When the family was forced to leave Congo and prior to returning, their time spent in the States also held a purpose. While they waited for the doors to Congo to reopen, they began creating ties with the States’ universities and churches. And as God would have it, they would find themselves with a new mission from God to travel to Suriname, South America.

God lead them into South America to again share the gospel, teach about Jesus Christ, and help build economic civilization. The Champlin’s would find themselves sharing the gospel in Congo, the States, and in Suriname for years to come, God preparing their way into the hearts and lives of so many.

What I Like About Venturing With God in Congo

I like how the book is read in first-person point of view, from the perspectives of both Darrell and Louise. Because Darrell was called Home on August 26, 2015, the book was put together by Louise from both his record of accounts as well as from Louise’s observation of facts.

The book itself is a hardback book, yet the feel of it is soft to the touch, almost cushiony. The pages are thick and sturdy, and I liked the way they feel in my hands. All the physical aspects of the book are made of excellent quality. A lot of care and thought went into the production of creating the book, along with the cover art.

It is enthralling to read the words from Darrell during his time on this earth, to experience his experiences with his missionaries, and to witness how he followed God in faith and in his calling, expressing his story with scriptures from the King James Version of the Bible interwoven throughout the book.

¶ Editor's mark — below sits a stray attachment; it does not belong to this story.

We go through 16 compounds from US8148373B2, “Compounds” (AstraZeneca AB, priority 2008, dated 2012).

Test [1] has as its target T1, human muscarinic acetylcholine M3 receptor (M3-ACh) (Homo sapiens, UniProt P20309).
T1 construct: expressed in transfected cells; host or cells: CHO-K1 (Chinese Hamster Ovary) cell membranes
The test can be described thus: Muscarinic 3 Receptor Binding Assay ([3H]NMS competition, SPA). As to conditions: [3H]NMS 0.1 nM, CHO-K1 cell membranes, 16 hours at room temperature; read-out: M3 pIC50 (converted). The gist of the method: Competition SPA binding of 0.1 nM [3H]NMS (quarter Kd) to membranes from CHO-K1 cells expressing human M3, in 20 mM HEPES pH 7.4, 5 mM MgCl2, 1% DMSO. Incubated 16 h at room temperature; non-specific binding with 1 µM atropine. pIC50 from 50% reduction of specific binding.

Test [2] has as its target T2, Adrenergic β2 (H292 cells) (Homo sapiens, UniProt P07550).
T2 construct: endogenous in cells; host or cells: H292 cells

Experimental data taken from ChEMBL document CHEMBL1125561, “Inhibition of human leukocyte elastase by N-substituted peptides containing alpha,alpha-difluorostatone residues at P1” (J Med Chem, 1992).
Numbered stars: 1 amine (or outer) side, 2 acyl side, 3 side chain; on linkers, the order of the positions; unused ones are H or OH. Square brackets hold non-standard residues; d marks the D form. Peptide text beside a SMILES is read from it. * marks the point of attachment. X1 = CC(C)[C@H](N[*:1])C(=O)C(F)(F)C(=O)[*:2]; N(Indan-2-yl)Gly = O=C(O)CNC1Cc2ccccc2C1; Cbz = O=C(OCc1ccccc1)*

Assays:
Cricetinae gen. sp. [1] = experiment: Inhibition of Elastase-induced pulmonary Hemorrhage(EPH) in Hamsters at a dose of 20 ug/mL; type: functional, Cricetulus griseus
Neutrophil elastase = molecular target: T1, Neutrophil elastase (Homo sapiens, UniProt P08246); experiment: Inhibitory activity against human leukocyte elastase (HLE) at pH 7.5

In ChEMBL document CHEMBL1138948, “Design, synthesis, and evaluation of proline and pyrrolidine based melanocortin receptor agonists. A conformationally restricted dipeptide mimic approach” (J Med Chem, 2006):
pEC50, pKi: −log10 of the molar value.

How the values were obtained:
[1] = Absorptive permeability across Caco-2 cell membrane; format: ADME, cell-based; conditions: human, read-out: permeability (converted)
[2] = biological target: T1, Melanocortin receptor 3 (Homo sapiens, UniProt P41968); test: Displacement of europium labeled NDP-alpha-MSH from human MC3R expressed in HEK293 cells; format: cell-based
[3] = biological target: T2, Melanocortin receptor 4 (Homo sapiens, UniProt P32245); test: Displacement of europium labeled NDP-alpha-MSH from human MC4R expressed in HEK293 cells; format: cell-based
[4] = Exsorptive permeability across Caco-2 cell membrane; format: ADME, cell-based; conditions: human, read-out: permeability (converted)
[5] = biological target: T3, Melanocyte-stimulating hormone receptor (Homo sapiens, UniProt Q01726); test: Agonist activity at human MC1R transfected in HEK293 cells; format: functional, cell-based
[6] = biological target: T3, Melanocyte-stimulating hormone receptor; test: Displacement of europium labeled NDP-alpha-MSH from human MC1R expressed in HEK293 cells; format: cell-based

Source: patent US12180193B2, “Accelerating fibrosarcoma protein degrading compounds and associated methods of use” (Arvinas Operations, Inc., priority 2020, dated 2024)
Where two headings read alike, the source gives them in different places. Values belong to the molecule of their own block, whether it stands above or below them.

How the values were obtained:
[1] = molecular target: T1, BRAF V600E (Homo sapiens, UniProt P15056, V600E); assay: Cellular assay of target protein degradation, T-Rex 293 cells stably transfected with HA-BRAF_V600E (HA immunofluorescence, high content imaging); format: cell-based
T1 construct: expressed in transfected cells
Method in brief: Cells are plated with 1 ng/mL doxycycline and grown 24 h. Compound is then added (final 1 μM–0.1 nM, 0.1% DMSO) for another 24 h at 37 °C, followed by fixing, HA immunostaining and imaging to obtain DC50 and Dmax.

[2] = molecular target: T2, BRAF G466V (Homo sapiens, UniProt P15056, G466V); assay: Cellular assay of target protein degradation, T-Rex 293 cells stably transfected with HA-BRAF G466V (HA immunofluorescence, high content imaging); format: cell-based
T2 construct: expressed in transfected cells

A few visual effects are found throughout the book that I found intriguing, such as imprints of giraffes, trees, and birds.


It was interesting to see the family tree of the Champlin family, beginning with Darrell and Louise. I saw (before I read) that Darrell and Louise’s families both were also called by God to be missionaries. Louise’s dad was a missionary, so she was raised in the Belgian Congo of Africa on the mission field.

family tree

The book also reveals a map of Congo as well as a Timeline of Important Events. The reader can refer to these pages when reading Darrell and Louise’s accounts of their missions, following along in the story while discovering where the events took place during their missions. I thought this was neat!

Another part of the book I thought was interesting in addition to the Congo map, the family tree, and the Timeline of Important Events is that you also receive Pronunciation Tips for Lingala, the language used in Congo:

Venturing With God in Congo {Book Review}

To wrap this review up, we highly recommend this book! I’ve only been able to imagine what it might be like to be a missionary in struggling countries. You hear all the time of the hard work and dedication that these servants of God go through but it is within this book Venturing With God in Congo that you can truly see the trials and triumphs of what the honor it is to lead a missionary life.

I even love the Acknowledgments at the beginning of the book, as the Champlin’s give it all to God:

Be sure to check out the Homeschool Review Crew blog to read more reviews on Venturing With God in Congo!

Venturing with God in Congo {Conjurske Publications Reviews}